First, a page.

Vulture investors seek out value that has gone unappreciated and unnoticed by the markets.  They are not searching for dying businesses.  Instead, vulture investors are seeking businesses that are in bankruptcy, close to bankruptcy or heading down the road to liquidation but have a chance to stabilize and thrive with the investor’s assistance.  In essence, vulture investors look to provide liquidity to troubled businesses by buying debt and eliminating that debt by transferring the debt into equity through reorganization.  It is that extra liquidity that allows the business to continue operations and achieve maximum value.  According to the author, a successful investment strategy will earn higher than thirty percent returns.  However, as shown in the case studies, one incorrect move and the investor can potentially lose the entire investment.  The success of a vulture investor relies upon proper valuations, sufficient capital, timing, and expert-level understanding of bankruptcy.  Luck doesn’t hurt either.

As a general strategy, vulture investors find undervalued companies that are currently illiquid and lead the company through restructuring, usually in the form of Chapter 11 bankruptcy.  The first step is to value the company.  Although Rosenberg does not discuss valuation in any depth, she does note that most vultures’ valuation is a result of “painstaking research and an encyclopedic knowledge of the bankruptcy code.”  After the vulture has identified a proper target, the next step is timing the investment.  Due to the target company’s illiquidity and the looming threat of bankruptcy, the company’s bonds and other debt should be selling for pennies on the dollar.  However, if the investor is not patient, the investor may purchase at too high a price and lose substantial potential returns.  Several of the book’s case studies show the consequences of purchasing debt at too high a price.  A vulture’s next step depends upon the type of vulture investor.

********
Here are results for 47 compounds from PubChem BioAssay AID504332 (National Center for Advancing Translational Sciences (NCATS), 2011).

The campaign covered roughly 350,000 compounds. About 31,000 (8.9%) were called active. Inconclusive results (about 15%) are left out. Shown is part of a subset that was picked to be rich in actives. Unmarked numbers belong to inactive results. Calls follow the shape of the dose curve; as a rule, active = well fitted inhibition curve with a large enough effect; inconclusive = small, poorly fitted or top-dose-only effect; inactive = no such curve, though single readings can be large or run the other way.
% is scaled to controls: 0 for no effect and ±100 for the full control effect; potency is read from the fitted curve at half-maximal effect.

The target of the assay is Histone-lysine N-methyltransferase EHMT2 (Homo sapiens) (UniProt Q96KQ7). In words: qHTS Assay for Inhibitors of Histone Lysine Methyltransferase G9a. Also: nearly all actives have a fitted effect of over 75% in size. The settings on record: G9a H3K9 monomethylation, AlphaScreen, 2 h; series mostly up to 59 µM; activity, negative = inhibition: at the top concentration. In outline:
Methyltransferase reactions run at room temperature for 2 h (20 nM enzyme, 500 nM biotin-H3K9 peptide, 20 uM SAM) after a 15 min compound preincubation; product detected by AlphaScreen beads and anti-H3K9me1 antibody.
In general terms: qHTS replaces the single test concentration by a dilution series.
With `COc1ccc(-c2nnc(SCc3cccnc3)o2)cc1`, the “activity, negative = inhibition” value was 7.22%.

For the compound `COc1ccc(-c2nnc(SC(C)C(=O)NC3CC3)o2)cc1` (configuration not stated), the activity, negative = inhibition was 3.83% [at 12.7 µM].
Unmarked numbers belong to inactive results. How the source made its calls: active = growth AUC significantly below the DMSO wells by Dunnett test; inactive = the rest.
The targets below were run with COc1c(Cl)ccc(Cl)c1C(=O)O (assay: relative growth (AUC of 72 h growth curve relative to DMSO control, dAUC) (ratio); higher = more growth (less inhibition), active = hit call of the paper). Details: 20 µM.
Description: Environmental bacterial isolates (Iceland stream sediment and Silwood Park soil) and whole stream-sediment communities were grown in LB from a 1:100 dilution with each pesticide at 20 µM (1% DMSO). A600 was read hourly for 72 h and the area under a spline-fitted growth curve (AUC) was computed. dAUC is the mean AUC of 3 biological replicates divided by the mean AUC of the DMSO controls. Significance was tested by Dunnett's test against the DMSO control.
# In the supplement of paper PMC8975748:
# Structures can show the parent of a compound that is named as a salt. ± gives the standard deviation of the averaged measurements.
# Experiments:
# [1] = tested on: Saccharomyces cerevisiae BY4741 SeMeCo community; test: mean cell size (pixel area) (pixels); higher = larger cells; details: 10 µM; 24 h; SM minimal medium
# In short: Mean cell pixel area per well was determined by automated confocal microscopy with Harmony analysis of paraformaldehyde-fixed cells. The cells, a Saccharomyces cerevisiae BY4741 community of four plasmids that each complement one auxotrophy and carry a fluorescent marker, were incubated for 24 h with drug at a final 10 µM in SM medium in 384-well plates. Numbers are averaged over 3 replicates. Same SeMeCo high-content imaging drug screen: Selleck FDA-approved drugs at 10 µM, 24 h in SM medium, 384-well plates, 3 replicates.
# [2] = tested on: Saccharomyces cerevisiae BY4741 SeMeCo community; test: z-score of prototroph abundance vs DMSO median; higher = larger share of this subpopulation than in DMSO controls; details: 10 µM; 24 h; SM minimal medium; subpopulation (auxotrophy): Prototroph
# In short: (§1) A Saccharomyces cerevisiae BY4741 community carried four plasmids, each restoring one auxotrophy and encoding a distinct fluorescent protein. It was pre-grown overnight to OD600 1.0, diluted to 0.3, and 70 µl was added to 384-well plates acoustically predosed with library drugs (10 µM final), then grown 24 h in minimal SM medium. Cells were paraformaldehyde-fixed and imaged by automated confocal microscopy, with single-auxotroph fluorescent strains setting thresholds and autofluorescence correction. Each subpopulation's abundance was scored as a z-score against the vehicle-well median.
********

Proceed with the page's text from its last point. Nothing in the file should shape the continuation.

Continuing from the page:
Rosenberg classifies vulture investors as either Migratory Birds or Nest Builders.  Migratory Birds are the traditional type of vultures who “dart in and out of securities looking for a good trade.”  Speculators and traders are examples of Migratory Birds.  Migratory Birds will usually see the company through restructuring but will quickly sell their interest once the company has regained its value.  In contrast, Nest Builders stay with company for the long term, even after the company has regained its value after restructuring.  Nest Builders attempt to acquire the whole company or a significant portion of the company’s debt, which will be exchanged for a large portion of the company’s new stock in reorganization.  The Nest Builders will then run the company themselves or transition the company to a new management team.